Fresh like Sake
Fresh like Sake
Unpasteurized sake, called namazake, captures the essence of spring in a bottle.Few sakes can adequately capture the essence of spring like namazake. The word namazake means, literally, fresh sake. In technical terms it refers to any unpasteurized sake. Most of Japan’s famed sake is pasteurized, sometimes twice to kill off the enzymes and bacteria.
In contrast, namazake is kept in its natural state and it retains its sharp, rich and fresh flavors. Since enzymes are still active in the bottle, namazake will age quicker than normal sake, and must be kept in the refrigerator and a good host would only serve it chilled. Consume it within six months from production for the best experience.
The Making of Legend
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1.  Washing and polishing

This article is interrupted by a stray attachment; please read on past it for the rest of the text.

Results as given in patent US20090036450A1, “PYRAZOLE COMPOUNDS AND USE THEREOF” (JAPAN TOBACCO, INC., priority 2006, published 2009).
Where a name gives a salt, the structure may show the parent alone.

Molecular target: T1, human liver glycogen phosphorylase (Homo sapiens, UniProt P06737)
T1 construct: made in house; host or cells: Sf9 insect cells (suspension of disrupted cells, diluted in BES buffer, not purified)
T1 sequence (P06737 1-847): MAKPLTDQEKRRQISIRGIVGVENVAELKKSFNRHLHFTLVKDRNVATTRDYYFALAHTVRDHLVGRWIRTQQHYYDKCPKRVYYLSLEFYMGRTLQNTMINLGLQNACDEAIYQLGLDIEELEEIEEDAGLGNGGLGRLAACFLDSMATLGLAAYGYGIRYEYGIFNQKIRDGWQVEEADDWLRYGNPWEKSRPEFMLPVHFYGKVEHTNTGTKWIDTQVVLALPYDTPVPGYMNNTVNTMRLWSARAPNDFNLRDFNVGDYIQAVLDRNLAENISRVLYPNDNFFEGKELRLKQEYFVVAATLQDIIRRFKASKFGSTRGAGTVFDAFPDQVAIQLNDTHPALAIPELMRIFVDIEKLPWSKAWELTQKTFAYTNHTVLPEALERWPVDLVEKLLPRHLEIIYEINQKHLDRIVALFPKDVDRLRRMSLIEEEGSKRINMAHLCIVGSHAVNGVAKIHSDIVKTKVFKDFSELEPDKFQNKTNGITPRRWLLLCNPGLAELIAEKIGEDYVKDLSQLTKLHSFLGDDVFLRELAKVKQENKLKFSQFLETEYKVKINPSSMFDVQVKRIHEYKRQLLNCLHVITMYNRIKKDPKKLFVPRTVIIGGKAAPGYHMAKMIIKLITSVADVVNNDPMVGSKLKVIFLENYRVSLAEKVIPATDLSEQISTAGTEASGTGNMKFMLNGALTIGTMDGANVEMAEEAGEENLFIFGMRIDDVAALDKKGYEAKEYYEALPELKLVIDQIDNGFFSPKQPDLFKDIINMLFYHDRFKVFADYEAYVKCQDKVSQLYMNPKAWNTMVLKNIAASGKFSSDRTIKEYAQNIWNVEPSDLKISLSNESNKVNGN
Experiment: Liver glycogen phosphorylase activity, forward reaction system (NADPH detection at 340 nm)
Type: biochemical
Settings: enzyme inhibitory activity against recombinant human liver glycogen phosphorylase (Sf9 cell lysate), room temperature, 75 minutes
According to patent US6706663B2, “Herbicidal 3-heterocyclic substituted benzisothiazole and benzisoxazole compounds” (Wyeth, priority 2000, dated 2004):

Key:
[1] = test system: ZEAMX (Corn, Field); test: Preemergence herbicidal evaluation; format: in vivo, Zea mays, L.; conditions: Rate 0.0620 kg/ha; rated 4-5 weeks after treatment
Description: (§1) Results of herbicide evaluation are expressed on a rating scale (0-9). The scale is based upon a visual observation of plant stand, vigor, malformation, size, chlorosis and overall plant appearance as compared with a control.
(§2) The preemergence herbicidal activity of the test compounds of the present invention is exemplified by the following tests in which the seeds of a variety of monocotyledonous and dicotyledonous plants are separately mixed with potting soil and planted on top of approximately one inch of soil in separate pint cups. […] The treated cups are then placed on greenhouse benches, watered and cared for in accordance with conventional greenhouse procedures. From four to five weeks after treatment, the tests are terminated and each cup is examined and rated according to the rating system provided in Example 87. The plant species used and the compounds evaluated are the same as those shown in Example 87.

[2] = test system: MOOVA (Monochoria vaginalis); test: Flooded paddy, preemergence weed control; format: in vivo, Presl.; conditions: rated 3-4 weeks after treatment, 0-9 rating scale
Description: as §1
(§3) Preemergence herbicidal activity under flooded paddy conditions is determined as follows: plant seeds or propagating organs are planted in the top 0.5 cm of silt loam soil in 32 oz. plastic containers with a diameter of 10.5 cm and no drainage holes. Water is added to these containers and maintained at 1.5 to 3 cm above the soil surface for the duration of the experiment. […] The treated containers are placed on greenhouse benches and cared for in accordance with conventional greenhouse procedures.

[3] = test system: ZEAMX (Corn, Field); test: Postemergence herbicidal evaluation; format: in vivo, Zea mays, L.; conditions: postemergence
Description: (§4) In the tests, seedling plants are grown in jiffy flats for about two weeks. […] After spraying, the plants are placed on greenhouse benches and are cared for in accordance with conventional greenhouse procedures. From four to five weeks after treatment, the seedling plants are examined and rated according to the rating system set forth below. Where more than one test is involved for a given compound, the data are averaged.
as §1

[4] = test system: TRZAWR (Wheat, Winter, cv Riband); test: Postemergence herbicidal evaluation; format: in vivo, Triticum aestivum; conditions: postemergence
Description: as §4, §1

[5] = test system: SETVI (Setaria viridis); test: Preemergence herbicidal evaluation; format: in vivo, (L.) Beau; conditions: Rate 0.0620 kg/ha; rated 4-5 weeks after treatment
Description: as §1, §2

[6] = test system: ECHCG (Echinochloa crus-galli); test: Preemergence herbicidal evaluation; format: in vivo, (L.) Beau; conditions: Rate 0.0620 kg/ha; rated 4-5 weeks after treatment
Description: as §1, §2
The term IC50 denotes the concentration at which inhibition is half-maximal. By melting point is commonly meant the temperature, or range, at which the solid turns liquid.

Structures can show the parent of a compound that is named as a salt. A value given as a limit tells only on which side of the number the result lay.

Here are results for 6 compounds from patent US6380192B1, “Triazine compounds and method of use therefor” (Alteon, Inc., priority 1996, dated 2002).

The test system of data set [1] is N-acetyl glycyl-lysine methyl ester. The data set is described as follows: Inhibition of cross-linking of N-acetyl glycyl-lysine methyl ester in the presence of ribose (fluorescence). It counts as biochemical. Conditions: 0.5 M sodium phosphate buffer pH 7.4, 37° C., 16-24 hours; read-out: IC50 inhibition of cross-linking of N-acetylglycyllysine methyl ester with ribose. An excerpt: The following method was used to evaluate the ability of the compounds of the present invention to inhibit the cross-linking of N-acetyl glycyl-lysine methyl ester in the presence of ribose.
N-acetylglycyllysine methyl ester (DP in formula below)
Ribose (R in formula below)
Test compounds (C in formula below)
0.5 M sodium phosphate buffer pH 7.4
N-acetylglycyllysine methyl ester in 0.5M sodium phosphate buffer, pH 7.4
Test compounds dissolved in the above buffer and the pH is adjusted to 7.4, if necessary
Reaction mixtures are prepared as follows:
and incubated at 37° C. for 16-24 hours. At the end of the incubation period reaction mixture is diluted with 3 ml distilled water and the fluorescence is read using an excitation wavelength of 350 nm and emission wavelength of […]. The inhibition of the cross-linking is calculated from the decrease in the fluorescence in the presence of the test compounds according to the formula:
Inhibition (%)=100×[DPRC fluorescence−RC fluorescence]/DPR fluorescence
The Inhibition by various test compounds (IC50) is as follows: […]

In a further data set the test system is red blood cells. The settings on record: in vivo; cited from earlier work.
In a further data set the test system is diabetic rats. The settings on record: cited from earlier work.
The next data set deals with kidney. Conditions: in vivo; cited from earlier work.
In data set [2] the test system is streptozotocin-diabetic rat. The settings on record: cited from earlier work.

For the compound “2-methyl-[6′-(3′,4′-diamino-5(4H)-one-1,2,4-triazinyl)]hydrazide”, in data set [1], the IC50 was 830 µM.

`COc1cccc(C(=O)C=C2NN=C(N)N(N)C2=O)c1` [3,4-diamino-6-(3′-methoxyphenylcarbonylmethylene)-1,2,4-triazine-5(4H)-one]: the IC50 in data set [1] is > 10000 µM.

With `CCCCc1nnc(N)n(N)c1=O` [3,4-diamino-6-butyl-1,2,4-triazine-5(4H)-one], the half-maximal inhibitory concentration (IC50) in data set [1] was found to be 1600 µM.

The rice is washed and polished. The higher the polishing ratio, the purer the taste of the sake.
2. Steaming and cooling
The grain is steamed, which makes each piece hard on the exterior but soft on the interior, then cooled.
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3. Turning the starch into sugar
The rice is covered with a koji mold, which converts the starch into sugar.
4. Turning the sugar into alcohol
To make moromi (sake base), rice, rice koji, water and shubo (yeast) are added. The yeast consumes the sugar to create alcohol.  
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5. Pressing
The fermented sake is pressed to separate it from the sediment.
6. Maturation and bottling
Sake is matured at a low temperature for stabilization. The sake is bottled.
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Source of Images: Taste of Life
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